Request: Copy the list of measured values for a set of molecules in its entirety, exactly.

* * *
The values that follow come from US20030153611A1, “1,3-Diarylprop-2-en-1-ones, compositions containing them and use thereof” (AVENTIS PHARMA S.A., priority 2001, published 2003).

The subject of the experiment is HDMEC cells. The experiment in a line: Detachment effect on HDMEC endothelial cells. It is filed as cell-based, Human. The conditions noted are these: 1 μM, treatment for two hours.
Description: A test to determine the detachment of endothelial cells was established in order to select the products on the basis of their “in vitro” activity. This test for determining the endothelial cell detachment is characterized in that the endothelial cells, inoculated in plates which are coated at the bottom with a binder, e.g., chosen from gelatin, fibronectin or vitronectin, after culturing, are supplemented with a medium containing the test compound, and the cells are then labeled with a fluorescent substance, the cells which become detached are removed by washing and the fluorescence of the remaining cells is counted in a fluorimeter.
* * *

The values that follow come from US20030153611A1, “1,3-Diarylprop-2-en-1-ones, compositions containing them and use thereof” (AVENTIS PHARMA S.A., priority 2001, published 2003).

The subject of the experiment is HDMEC cells. The experiment in a line: Detachment effect on HDMEC endothelial cells. It is filed as cell-based, Human. The conditions noted are these: 1 μM, treatment for two hours.
Description: A test to determine the detachment of endothelial cells was established in order to select the products on the basis of their “in vitro” activity. This test for determining the endothelial cell detachment is characterized in that the endothelial cells, inoculated in plates which are coated at the bottom with a binder, e.g., chosen from gelatin, fibronectin or vitronectin, after culturing, are supplemented with a medium containing the test compound, and the cells are then labeled with a fluorescent substance, the cells which become detached are removed by washing and the fluorescence of the remaining cells is counted in a fluorimeter.